Re: good book for Foundations of CS graduate class ?

Randy <joe@burgershack.com>
24 Aug 2006 18:15:19 -0400

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Related articles
good book for Foundations of CS graduate class ? surfunbear@yahoo.com (2006-08-19)
Re: good book for Foundations of CS graduate class ? joe@burgershack.com (Randy) (2006-08-24)
Re: good book for Foundations of CS graduate class ? surfunbear@yahoo.com (2006-08-24)
Re: good book for Foundations of CS graduate class ? gneuner2@comcast.net (George Neuner) (2006-08-25)
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From: Randy <joe@burgershack.com>
Newsgroups: comp.theory,comp.compilers
Date: 24 Aug 2006 18:15:19 -0400
Organization: Compilers Central
References: 06-08-118
Keywords: books

If you're committed to taking the course, I suggest that you buy the
Du & Ko text and decide for yourself if you understand it. If not,
also buy a well regarded older undergrad CS theory text like:


Sipser (my favorite)
http://www.amazon.com/gp/product/053494728X/sr=8-2/qid=1156390733/ref=pd_bbs_2/103-6801875-0439845?ie=UTF8


Lewis & Papadimitriou (also very good)
http://www.amazon.com/gp/product/0132734176/ref=ed_oe_h/102-2366519-7237712?ie=UTF8


Aho, Hopcroft & Ullman (a bit too succinct and formal)
http://www.amazon.com/gp/product/0201000237/sr=1-2/qid=1156391059/ref=sr_1_2/102-2366519-7237712?ie=UTF8&s=books


Sudkamp (mostly harmless)
http://www.amazon.com/gp/product/0201821362/ref=ed_oe_h/102-2366519-7237712?ie=UTF8


The syllabus you listed looks to be 90% identical to the standard
junior level theory course. Du & Ko's other book (on computational
complexity) is renowned for being very formal and difficult. Probably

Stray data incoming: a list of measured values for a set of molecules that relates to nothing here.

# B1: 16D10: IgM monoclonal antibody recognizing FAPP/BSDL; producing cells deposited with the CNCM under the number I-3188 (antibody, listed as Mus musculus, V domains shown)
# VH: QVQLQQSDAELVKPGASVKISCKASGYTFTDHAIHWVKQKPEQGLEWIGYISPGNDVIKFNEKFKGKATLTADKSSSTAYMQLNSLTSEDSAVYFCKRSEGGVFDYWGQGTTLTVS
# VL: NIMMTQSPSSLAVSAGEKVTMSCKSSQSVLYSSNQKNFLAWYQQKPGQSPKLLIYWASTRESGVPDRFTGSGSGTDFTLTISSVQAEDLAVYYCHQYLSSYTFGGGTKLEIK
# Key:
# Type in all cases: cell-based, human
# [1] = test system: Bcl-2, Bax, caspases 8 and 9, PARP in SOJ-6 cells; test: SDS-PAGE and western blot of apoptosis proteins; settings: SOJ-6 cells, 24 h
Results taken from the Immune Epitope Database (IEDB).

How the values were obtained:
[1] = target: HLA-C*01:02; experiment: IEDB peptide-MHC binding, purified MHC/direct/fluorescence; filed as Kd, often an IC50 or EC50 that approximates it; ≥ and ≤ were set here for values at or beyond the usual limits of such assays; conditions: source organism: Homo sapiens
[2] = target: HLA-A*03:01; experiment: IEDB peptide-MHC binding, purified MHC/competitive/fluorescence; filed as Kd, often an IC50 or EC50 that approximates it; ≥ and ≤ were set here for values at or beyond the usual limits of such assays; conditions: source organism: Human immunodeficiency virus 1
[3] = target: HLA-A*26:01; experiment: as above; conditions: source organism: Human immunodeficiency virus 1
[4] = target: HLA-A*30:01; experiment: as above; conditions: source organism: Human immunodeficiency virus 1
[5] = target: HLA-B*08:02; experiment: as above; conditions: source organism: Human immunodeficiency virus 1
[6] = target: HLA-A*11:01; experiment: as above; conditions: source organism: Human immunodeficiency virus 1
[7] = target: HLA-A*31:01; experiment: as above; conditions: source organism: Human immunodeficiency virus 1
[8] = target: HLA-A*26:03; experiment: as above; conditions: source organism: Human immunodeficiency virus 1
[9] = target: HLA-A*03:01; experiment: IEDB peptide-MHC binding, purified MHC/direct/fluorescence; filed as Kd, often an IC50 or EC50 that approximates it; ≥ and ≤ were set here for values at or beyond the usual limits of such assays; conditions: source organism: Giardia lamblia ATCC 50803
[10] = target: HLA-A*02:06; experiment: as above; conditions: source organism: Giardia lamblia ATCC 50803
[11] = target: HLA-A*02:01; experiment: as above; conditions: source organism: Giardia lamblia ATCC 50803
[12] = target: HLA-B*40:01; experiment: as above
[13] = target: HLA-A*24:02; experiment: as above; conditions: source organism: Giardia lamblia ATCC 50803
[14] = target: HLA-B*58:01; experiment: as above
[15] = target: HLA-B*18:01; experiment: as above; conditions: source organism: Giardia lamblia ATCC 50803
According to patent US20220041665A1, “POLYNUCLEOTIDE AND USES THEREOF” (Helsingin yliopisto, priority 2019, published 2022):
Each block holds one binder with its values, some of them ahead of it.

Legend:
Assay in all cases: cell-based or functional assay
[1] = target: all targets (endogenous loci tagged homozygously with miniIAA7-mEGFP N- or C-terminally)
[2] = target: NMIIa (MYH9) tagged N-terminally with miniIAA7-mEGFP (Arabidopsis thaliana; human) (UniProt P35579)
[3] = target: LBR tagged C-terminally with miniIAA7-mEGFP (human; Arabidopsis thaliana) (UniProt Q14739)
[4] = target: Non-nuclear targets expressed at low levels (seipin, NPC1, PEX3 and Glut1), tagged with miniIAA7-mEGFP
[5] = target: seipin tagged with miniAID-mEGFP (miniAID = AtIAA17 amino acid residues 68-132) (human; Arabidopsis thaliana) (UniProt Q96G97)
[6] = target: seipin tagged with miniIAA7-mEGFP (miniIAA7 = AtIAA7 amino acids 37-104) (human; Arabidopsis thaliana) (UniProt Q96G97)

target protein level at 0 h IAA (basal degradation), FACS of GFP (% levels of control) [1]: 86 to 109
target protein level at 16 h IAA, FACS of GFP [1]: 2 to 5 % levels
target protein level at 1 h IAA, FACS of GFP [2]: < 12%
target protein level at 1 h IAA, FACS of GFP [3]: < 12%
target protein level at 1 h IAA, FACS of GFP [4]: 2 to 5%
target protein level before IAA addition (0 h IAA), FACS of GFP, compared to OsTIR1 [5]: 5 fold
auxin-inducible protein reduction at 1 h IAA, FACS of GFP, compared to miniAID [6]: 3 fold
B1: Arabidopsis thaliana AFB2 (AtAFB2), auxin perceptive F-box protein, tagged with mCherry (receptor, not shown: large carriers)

their CS theory book will be comparably daunting. A good second
theory book might be a wise investment.


          Randy




surfunbear@yahoo.com wrote:
> I signed up for just 1 Graduate level CS class at U Mass Lowell for
> the fall. I am not working currently, though have been sending out
> resumes and working on a Ruby on Rails website on my own. My undergrad
> degree is from 1990, though I have worked as a developer for 15 years
> in relevant areas such as supporting a propriatary SQL like language
> using yacc and similar. I have been surfing the web and studying
> documents I found in the course sylabus and feel I should be able to
> handle it based on what I read and that hopefully I will have lots of
> time to study if needed. I was thinking of getting this book by Kozen
> which I saw recomended in a thread that might help me have an easier
> time of it.
>
> http://compilers.iecc.com/comparch/article/99-05-065
>
> It's listed as an undergrad book, but seems relevant based on the
> course sylabus I found (below). Here is amazon link for the book.
> http://net.gurus.com/bk/a/0387949070
>
> Any other recommendations appreciated ...
>
> Course Sylabus from http://www.cs.uml.edu/~wang/cs502/
>
> Week 1
> Administrative Matter. Mathematical Preliminaries; Strings and
> Languages; Regular Languages and Regular Expressions
>
> Note: If you find Sections 1.1 and 6.1 difficult, then this course is
> not for you.
> 1.1-1.2, 6.1
>
> Week 2
> Deterministic Finite Automata (DFA), Checker method of constructing
> DFA, Product automata method and complement automata method of
> constructing DFA, NFA, Equivalence of NFA and DFA
> 2.1-2.4
>
> Week 3
> DFA and Regular Expressions, Closure Properties of Regular Languages,
> Myhill-Nerode Theorem, Minimum DFA, Pumping Lemma
> 2.5-2.7
>
> Week 4
> Quiz*, Pumping Lemmas
> 2.8
>
> Week 5
> Context-Free Grammas, Parsing and Ambiguity, Pushdown Automata and
> Context-Free Grammas
> 3.1-3.5
>
> Week 6
> Pumping Lemmas for CFL, One-Tape Turing Machines
> 3.6, 4.1
>
> Week 7
> Midterm exam
>
>
> Week 8
> Multi-tape Turing Machines, Church-Turing Thesis, Unrestricted
> Grammars
> 4.1-4.5
>
> Week 9
> Primitive and Partial Recursive Functions (brief introduction),
> Universal Turing Machines, R.E. Sets and Recursive Sets
> 4.6-4.8,
>
> 5.1-5.2
>
> Week 10
> Diagonalization, Reducibility, Rice Theorem,
> 5.3-5.4, handout
>
> Week 11
> Recursion Theorem, Undecidable Problems
> 5.5-5.6
>
> Week 12
> Time and Space Complexity, Hierarchy Theorems, NTM's
> 6.2-6.4
>
> Week 13
> Context-Sensitive Languages, NP, Polynomial-Time Reducibility
> 6.5,
>
> 7.1-7.2 Handout
>
> Week 14
> Bounded halting, Bounded tiling, and Cook's Theorem
> Handout


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